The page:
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U

U, u [Called ‘you’]. The 21st LETTER of the Roman ALPHABET as used for English. It originated in the Phoenician consonant symbol waw, the common ancestor of the letters F, U, V, W, Y. The Greeks adopted waw as upsilon (γ, lower case υ), which the Romans took from the Etruscans as V. The distinction in English between u as vowel and v as consonant was not made consistently in print until the 17c. Previously, the distinction tended to be positional, not phonological, with v used word-initially and u medially: vnder, liue. Until the 19c, some dictionaries listed u and v together rather than successively, or v before u in the alphabet. The use of V for U has survived into the 20c for some lapidary inscriptions: the BBC's Bush House in London has BVSH HOVSE carved over the entrance.

Sound values

(1) Formerly, the common feature in the pronunciation of u, v, w, was lip movement: lip-rounding is a feature of the back vowel in put and truth and the front vowel in French tu; /v/ is a labio-dental consonant; /w/ is a labial semi-vowel. In Modern English, French u has been Anglicized as a diphthong with a preceding i-glide (music, argue) and u commonly represents /w/ before a vowel after g, q, and s (anguish, quiet, persuade). (2) Beside these traditional values of u, most English accents have a further value. By the 17c, a vowel shift in southern England had changed the put-value of u in many words to a new sound, now heard in most accents, but not in the accents of the English Midlands and North. This is the value of u in but (except for the North of England), which today no longer rhymes with put and involves no lip-rounding. (3) In general pronunciation, the letter u spells four distinct vowel sounds, as in but, put, truth, music, as well as the /w/ in quiet, etc. The four vowel sounds will be referred to below as the values but-u, put-u, truth-u, music-u.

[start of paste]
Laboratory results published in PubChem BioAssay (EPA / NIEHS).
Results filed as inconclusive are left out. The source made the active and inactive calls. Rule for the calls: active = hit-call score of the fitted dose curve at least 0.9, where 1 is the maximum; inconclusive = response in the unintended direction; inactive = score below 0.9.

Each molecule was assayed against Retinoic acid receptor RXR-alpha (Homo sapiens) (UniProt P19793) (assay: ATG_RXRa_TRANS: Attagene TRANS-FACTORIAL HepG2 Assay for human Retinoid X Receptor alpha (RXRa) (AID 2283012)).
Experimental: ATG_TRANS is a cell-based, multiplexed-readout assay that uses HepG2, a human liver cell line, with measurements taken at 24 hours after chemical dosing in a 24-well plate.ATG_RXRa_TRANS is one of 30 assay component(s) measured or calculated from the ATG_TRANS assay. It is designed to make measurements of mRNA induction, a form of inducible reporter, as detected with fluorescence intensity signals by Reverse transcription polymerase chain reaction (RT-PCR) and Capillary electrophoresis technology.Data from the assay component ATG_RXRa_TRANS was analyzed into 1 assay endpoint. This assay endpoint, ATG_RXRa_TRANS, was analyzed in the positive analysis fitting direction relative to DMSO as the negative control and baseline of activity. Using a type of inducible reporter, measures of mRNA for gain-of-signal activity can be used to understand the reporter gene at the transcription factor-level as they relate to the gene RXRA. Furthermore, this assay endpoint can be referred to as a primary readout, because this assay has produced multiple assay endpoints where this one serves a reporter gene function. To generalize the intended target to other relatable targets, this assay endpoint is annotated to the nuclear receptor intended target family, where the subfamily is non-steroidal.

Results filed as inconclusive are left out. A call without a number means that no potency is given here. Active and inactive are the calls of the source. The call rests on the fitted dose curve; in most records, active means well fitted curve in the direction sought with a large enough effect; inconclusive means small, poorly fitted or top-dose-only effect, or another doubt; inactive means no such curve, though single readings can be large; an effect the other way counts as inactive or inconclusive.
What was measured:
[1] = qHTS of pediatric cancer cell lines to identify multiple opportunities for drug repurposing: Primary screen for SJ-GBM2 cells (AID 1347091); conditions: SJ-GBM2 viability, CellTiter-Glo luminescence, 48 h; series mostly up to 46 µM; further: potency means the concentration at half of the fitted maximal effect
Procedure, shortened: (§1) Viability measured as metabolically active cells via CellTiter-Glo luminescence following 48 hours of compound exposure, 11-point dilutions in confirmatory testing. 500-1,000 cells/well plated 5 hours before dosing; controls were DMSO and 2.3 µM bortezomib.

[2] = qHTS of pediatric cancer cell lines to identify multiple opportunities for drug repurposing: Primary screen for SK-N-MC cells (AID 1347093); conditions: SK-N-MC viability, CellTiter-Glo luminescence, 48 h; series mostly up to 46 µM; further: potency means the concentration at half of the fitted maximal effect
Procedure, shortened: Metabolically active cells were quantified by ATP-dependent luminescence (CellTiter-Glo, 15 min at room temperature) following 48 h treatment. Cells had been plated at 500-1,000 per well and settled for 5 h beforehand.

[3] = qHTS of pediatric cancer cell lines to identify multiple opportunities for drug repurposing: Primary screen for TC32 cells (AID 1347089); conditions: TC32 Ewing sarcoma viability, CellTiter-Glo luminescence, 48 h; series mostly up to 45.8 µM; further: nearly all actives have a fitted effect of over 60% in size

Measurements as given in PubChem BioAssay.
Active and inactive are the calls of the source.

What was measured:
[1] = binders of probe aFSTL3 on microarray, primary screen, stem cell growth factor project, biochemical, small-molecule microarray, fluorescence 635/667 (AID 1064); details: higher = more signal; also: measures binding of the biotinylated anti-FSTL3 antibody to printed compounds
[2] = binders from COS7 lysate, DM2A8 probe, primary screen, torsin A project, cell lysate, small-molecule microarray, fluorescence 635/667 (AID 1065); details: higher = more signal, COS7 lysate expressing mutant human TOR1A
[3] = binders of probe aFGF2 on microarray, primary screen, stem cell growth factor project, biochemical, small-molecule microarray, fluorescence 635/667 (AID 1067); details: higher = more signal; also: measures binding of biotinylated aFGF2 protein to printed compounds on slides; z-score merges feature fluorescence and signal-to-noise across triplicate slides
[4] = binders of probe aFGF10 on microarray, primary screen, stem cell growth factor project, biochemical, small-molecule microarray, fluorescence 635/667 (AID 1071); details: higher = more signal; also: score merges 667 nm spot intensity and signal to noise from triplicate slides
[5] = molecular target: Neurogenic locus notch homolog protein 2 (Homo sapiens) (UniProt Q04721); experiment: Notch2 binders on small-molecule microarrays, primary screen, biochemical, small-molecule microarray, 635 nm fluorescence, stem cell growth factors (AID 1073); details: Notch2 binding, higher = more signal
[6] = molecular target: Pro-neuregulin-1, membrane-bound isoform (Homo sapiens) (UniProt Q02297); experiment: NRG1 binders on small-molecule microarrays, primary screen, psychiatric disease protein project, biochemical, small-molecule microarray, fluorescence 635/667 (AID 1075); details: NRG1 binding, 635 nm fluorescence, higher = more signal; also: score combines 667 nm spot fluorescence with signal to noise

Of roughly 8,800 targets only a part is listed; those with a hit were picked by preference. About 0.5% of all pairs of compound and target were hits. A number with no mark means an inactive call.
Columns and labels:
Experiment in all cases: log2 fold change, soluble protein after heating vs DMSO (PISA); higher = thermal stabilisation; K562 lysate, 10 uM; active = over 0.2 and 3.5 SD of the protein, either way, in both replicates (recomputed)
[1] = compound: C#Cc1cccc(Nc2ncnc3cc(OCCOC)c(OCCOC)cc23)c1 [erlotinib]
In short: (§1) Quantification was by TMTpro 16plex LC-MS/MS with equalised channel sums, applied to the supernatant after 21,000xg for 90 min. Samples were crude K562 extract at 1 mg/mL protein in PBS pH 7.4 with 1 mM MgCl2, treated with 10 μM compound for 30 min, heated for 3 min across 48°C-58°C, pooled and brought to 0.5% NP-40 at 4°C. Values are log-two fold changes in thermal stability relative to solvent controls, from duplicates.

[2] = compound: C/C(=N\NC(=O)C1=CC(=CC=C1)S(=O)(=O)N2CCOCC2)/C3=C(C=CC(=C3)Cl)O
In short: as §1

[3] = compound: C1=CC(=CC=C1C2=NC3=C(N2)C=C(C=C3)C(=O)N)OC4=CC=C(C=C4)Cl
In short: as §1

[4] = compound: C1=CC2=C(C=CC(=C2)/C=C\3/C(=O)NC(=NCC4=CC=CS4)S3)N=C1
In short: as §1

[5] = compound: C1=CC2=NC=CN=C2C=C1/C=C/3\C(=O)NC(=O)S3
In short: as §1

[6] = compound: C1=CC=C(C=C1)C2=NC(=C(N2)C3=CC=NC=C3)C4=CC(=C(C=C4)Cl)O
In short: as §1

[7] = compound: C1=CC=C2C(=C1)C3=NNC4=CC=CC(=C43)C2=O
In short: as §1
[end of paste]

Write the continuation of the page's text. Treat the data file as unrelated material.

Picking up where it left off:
Long and short U